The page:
Doctor insights on:
Hard Dry Cough
LPR: Laryngopharyngeal reflux is the most likely cause for these symptoms. If acids escape the esophagus and reach the sensitive tissues near the opening ot the trachea, swelling can result. Cough, hoarseness, shortness of breath (often misdiagnosed as asthma) can occur. Many times reflux is not noted (no heartburn) often referred to as "silent reflux". Lpr can also trigger true asthma. ...Read moreSee 2 more doctor answers
I am a 41 year old female with asthma and migraine. I havea temperature of 95.3, runny nose, stuffy nose at night and a hard dry cough with a sore throat. What should I do?
Doctor can evaluate: A primary care doctor can evaluate to see if there is a cold (viral infection), a strep throat (bacterial and would need antibiotics), a sinus infection, allergies in the nose and sinuses, wheezing in the lungs (would need more asthma treatment), sinus symptoms related to migraines, etc... Since one can have one or more of these issues at the same time, a doctor's visit(s) is recommended. ...Read moreSee 2 more doctor answers
Day 1-2- fever, chills, sore throat, cough, Day 3- current (7) very congested, constant dry cough (hard to stop), green/yellow nasal discharge ?
My dry cough is almost 2 weeks now and im having a hard time to breath while to try to cough and i take already a over-the-counter meds, but still sick?
Need diagnosis....: In order to treat your cough, the etiology of the cough needs to be diagnosed first. Bronchospasm may be causing your cough, especially with shortness of breath. Other possibilities include GERD, post-nasal drip, bronchitis or a combination of factors. These all have different treatments so see your doctor ASAP for diagnosis and treatment. Over the counter cough meds are usually not helpful! ...Read moreSee 2 more doctor answers
Went to dr they said I have viral tempatures - seemed to developed a cough now should I go back? Dry cough continues till hard to breath
Re-eval needed.: Viral infections can cause a cough, fevers, chills, achiness. The issue is the time frame. Viral infections generally last three to five days, so if your symptoms in sum have lasted longer than that you need to be seen again to make sure you don't in fact have a bacterial infection requiring antibiotics. ...Read more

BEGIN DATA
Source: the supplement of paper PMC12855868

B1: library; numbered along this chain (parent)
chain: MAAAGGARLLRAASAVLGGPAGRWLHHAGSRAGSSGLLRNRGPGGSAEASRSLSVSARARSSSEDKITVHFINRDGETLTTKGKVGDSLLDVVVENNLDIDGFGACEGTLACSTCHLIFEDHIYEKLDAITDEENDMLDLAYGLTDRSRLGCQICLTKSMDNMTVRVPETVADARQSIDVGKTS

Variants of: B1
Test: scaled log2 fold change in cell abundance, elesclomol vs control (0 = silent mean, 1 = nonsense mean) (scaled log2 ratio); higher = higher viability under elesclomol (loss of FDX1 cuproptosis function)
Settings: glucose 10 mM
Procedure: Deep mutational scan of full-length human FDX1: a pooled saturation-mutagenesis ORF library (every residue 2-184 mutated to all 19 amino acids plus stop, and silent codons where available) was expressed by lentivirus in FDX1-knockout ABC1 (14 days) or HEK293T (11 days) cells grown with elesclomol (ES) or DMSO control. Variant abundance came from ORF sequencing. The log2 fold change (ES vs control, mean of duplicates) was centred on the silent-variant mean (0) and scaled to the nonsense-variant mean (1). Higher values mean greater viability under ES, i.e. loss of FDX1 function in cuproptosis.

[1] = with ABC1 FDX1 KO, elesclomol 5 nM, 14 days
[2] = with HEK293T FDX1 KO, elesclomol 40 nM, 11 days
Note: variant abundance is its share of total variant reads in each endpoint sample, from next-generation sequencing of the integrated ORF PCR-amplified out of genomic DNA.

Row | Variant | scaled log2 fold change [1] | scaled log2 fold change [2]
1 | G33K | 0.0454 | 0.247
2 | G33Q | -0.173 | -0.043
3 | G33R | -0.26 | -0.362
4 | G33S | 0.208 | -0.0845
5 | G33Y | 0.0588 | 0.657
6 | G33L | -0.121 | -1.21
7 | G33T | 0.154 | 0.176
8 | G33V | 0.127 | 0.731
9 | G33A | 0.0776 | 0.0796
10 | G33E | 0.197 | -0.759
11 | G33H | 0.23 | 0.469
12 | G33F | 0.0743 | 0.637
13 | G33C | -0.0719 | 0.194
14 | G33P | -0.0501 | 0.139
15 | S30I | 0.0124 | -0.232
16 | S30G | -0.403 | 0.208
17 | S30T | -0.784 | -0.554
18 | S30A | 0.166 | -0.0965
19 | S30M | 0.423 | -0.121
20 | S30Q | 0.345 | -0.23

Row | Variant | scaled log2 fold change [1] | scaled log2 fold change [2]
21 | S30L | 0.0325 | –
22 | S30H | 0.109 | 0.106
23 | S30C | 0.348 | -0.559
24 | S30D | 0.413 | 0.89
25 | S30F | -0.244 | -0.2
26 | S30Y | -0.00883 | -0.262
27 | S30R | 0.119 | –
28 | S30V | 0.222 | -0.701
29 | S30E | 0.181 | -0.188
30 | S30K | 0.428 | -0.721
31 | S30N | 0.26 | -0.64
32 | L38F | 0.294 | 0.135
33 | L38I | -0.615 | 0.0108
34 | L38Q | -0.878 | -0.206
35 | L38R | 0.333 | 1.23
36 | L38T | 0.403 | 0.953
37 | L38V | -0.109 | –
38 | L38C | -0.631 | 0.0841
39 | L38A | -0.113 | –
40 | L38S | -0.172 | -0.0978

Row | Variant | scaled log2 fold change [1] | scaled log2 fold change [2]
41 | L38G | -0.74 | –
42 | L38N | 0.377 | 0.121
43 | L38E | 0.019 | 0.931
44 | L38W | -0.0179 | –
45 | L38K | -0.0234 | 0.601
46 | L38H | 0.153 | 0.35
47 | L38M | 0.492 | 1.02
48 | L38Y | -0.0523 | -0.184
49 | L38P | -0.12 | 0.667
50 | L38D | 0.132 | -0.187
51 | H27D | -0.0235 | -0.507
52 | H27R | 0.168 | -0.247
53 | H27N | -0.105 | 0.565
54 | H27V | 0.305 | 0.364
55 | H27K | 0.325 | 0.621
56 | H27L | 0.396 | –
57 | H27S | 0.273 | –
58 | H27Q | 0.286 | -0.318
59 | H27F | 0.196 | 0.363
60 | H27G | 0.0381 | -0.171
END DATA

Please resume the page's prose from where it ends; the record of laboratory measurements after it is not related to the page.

I'm 6 weeks with a dry cough nd asthma i'm having an extremely hard time breathing is this effecting my baby?
It might: A dry cough can be a sign of active asthma problems. If you are having shortness of breath more than twice a week, then you need to be taking a controller medication every day. There are several medications that are considered safe during pregnancy. Keep in mind that if your baby is not getting enough oxygen, this is more damaging than any asthma inhalers. ...Read moreSee 2 more doctor answers
Persistent dry cough worsen over the wks, worse in the evening/night sometime hard to breath, chest pain from timetotime for 3.5 wks.Should i worry?
I have been having both a wet and dry cough for 3 weeks but when i cough i find it hard to breathe and my lips turn a bluish color, what does it mean?
It means see doctor!: If you are coughing enough that you are becoming short of breath, the cough is productive, and you've already tried medications (you list mucinex/robitussin/ and antibiotic Amoxicillin in your med list), then you need to see the doctor. Blue lips can mean poor oxygenation and i'm worried that you say you find it hard to breathe; you really should see someone today, so consider urgent care too. ...Read more
Uncontrollable dry cough at night..Hard to breath in completely..Been sick sometimes productive with green mucus..Can't sleep. Help! ?
I have small hard lumps under my skin all over my body. I also have difficulty swallowing, chronic dry cough and body pain. What is this?
Arthritic disease or: Cough alone could be many things including asthma post nasal drainage, or acid reflux, but to put all the symptoms together it sounds like you may have a rheumatic disease such as lupus or schleroderma or a vascular disease. I recommend you see your primary care physician, and he or she will probably refer you to a pulmonologist or a rheumatologist. ...Read more